Tuesday, August 21, 2012

Review: The Raven Boys

Synopsis: “There are only two reasons a non-seer would see a spirit on St. Mark’s Eve,” Neeve said. “Either you’re his true love . . . or you killed him.”

It is freezing in the churchyard, even before the dead arrive.

Every year, Blue Sargent stands next to her clairvoyant mother as the soon-to-be dead walk past. Blue herself never sees them—not until this year, when a boy emerges from the dark and speaks directly to her.

His name is Gansey, and Blue soon discovers that he is a rich student at Aglionby, the local private school. Blue has a policy of staying away from Aglionby boys. Known as Raven Boys, they can only mean trouble.

But Blue is drawn to Gansey, in a way she can’t entirely explain. He has it all—family money, good looks, devoted friends—but he’s looking for much more than that. He is on a quest that has encompassed three other Raven Boys: Adam, the scholarship student who resents all the privilege around him; Ronan, the fierce soul who ranges from anger to despair; and Noah, the taciturn watcher of the four, who notices many things but says very little.

For as long as she can remember, Blue has been warned that she will cause her true love to die. She never thought this would be a problem. But now, as her life becomes caught up in the strange and sinister world of the Raven Boys, she’s not so sure anymore.

My Review: For whatever reason with Maggie Stiefvater books I have a hard time getting into them.  It's just those first few initial chapters fail to really suck me in.  But this time I stuck with it and pushed on, and I am so glad I did because the book just kept getting better and better.

The story is definitely not your normal paranormal plot line.  It is definitely centered around an older form of magic.  Though Blue and her household of psychic women were definitely a more familiar breed.  And well all the women in that house were just entertaining as hell.  Blue was an interesting MC.  She is definitely one of those people who purposefully strive to be different and out there as opposed to naturally just expressing themselves. And yet while she was always trying to make a statement through her style, she never once seemed fake.

Interestingly enough it was the Raven boys who were the main reason I loved this book so much.  It's rare that having 5 main characters and 3 narrators ever truly enhances the book, but I have to say that Maggie juggled it all very well.  Each boy had their own complicated background and motivation and yet they all worked cohesively together.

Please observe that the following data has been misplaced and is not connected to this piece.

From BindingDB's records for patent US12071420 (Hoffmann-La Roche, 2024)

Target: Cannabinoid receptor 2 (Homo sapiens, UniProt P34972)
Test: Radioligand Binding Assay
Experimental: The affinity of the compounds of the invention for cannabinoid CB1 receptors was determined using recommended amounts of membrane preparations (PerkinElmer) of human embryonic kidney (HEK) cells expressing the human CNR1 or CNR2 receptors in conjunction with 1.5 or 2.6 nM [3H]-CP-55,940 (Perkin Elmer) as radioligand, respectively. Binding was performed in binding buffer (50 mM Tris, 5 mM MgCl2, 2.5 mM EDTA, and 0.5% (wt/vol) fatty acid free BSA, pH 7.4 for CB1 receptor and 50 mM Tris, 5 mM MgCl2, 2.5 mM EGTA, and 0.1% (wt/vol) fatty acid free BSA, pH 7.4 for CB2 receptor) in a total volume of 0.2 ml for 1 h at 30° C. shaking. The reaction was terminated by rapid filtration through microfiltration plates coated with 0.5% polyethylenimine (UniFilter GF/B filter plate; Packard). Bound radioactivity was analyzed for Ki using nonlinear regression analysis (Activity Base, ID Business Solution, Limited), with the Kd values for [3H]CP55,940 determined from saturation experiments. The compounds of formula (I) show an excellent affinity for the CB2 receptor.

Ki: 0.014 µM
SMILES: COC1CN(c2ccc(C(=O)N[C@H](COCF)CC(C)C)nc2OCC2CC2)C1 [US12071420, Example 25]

Adam is incredibly hard working.  He works odd end jobs so he can pay for his tuition at Aglionby, all the while hiding it from his parents.  His father is abusive and his mother just sits idly by, and he can't just leave.  Adam doesn't want charity from anyone, including Gansey.  I really enjoyed his character.  He's that sweet normal boy who is so often overlooked and so I was rooting for him the entire book.  The only thing that drove me nuts was his inability to accept help.

I absolutely adored Ronan.  Sure he was a bullheaded Irish whelp who was constantly fighting and biting the head off of anyone who tried to talk to him besides Gansey, but there is just so much to his character.  Ever since his father died he's been a different person, and not really for the better.  He's abrasive with people, doesn't give two cents about school, and fights with his older brother almost constantly.  And yet despite all these serious faults, I loved him.  There was just something completely mysterious about him.  Everything from his intricate tattoo to his easy acceptance of the magical realm and his uncanny knowledge of Latin.  And him taking care of a baby raven just endeared him to me forever.  But what truly made me love him was what he did for Adam.  Everyone know's about Adam's situation, and yet Ronan, the seemingly most uncaring of them all, is the one who took action to protect him.

There really isn't much to say about Noah besides the fact that I just want to hug him and that I NEVER saw that plot twist coming.  I feel like I was sidelined by it, quite frankly.

And of course there is Gansey.  I rather enjoyed Gansey and his old manner of speaking and his obsession with ley lines and finding a sleeping king.  He was an old soul in a younger body, and it just made his character more interesting.  The fact that Gansey just so happens to be the only soul that Blue saw on St. Mark's Eve just makes the story all the more interesting.  And of course we don't find out why Blue was able to see his soul.  We only know that for sure he will die in the next year.